If anyone should have any concern about the way clinical care is being provided, they should bring their concerns to the attention of the local health care trust so that they can be investigated.  I can understand why families may be reluctant to do that at such a difficult time. What is needed  is a careful and unbiased sifting of any evidence that exists to reach the truth and take steps to improve practice.

Recognising when somebody is likely to die within days or even hours requires skill and experience. Sometimes, it’s obvious; other times, it can only be based on judgement and experience. Even then, vigilance, repeated assessments and a willingness to revise the decision are all part and parcel of good care. When someone is close to dying, they are often unable to swallow food and fluids. That’s a natural part of what is happening. For some, providing artificial fluids may add comfort; in others, it often makes the situation worse. Every decision must be based on carefully balancing the benefits versus burdens to the patient of anything we do. In doing so, doctors and nurses need to talk to patients and families – communication is a crucial part of good care.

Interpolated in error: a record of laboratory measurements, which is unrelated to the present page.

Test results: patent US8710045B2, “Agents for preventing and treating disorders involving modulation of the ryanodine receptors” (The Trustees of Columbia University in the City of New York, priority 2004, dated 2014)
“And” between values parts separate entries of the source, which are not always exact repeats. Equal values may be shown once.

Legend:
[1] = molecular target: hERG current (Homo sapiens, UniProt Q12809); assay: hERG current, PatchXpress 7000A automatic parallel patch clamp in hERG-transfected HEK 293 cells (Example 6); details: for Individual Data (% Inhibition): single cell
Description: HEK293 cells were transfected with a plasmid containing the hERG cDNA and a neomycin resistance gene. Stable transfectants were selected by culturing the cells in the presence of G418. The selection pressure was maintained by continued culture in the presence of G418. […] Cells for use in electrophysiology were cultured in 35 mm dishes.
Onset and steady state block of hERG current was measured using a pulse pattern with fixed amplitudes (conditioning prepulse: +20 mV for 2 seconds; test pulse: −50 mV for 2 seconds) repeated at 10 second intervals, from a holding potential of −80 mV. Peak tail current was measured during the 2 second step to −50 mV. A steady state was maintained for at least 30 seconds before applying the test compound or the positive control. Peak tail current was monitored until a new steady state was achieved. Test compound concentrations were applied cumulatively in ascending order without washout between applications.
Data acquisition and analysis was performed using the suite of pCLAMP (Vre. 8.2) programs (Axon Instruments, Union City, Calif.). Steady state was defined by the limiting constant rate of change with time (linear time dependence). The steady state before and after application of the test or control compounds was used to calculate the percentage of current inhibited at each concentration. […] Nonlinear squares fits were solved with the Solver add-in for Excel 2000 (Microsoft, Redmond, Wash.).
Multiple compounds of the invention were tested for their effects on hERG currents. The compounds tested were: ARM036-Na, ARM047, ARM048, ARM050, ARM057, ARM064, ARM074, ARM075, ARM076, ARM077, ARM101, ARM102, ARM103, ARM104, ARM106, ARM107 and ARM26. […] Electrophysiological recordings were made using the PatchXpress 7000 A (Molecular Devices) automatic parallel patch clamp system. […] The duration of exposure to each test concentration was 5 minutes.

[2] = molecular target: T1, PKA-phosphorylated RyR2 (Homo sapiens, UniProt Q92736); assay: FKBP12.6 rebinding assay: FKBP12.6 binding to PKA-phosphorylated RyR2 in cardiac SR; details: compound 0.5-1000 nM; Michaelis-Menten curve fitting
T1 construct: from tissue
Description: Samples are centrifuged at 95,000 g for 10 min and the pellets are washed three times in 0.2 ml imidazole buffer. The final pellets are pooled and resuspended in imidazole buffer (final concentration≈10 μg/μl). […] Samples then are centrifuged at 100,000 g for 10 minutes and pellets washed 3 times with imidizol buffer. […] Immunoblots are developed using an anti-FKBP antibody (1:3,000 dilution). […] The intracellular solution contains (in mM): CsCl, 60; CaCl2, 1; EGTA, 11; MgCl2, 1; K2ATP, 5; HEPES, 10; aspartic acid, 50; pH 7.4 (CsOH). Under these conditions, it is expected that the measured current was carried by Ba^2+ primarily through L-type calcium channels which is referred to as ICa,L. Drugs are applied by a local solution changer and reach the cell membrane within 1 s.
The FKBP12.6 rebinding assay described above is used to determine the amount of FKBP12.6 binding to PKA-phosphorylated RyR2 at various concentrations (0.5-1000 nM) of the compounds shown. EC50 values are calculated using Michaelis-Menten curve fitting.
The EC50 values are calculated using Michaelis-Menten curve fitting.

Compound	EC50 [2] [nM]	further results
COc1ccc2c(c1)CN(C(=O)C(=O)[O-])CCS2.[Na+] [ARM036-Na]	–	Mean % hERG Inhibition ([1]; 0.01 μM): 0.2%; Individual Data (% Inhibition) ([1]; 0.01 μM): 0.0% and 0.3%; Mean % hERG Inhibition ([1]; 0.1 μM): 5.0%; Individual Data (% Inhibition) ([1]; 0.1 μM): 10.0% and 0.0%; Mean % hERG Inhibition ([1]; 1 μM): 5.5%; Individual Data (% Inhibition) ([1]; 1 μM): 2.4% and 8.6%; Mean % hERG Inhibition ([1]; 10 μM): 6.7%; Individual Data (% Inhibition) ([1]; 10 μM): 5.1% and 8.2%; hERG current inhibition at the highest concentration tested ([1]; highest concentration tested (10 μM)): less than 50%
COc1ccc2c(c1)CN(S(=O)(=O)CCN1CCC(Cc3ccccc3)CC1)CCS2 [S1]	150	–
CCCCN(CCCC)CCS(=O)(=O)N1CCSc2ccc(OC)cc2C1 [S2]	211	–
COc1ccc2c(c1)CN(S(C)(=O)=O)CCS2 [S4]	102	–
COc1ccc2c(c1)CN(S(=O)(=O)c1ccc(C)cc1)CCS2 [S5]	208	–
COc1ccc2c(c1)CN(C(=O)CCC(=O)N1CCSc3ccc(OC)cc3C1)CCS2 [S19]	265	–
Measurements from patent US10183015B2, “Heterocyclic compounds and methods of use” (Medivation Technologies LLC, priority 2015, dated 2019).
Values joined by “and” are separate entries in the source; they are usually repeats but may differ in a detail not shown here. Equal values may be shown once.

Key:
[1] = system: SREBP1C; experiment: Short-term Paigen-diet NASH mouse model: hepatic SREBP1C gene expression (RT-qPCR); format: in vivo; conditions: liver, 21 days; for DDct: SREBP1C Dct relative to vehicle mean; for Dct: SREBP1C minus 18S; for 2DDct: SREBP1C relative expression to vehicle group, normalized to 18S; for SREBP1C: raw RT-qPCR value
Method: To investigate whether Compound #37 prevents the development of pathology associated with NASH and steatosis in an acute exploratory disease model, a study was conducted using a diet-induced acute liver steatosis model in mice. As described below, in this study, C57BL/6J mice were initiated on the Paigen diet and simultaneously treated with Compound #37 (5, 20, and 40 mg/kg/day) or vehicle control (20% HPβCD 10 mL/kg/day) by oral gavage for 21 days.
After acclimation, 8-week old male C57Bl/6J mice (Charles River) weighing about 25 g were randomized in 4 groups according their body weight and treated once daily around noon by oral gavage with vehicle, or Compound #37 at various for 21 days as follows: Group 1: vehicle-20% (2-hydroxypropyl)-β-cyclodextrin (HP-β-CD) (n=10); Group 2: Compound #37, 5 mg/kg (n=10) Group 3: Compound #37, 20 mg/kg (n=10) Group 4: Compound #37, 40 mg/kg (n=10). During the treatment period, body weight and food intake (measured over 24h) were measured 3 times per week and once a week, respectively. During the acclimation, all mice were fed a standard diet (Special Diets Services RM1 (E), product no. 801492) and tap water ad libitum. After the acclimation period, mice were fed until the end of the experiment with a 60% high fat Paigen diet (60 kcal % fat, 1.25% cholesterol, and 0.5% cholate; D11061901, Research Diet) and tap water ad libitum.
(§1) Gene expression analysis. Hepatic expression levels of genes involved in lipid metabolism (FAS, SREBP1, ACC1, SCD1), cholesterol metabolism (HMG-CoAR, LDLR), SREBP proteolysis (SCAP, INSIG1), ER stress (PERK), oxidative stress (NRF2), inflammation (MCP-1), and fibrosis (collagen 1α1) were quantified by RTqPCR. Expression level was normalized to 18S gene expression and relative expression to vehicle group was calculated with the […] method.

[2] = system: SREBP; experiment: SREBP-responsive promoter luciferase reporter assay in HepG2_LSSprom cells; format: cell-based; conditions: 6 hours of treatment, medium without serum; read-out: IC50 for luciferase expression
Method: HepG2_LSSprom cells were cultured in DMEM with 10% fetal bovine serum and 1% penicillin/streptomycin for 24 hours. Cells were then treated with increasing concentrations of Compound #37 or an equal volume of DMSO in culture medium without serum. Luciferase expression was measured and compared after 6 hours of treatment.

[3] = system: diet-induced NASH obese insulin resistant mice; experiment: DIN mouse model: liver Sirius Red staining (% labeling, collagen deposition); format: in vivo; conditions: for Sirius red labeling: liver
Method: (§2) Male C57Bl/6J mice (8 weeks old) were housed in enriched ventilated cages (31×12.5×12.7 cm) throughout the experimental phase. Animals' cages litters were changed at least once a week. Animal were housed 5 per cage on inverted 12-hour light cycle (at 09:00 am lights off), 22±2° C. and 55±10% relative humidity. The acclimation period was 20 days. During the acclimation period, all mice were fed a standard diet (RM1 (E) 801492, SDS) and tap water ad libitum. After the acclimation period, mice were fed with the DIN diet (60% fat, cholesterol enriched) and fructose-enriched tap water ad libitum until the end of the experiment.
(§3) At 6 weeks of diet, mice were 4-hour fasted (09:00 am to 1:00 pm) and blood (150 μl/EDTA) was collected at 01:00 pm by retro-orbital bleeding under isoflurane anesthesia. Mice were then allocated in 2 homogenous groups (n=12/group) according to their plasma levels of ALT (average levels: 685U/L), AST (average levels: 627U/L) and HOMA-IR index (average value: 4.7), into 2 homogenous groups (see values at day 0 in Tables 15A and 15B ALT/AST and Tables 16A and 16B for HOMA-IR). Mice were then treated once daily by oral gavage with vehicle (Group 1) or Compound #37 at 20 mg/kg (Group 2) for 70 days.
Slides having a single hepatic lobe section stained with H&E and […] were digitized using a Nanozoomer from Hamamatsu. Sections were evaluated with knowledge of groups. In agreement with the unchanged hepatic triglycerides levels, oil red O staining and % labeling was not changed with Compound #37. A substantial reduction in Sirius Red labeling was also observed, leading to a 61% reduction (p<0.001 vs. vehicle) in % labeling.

It is possible that some doctors and nurses are not putting the LCP into practice appropriately, or communicating with patients and their families, as they should.  Such shortcomings exist in all professions.  Equally, doctors and nurses themselves should not be over-defensive.  Britain is indisputably a world leader in palliative care but there is always room for improvement in the best clinical practice.  So this is a good opportunity to step back and look at the care we provide for dying patients, without necessarily defending or attacking the LCP, which is only part of the bigger picture of end of life care.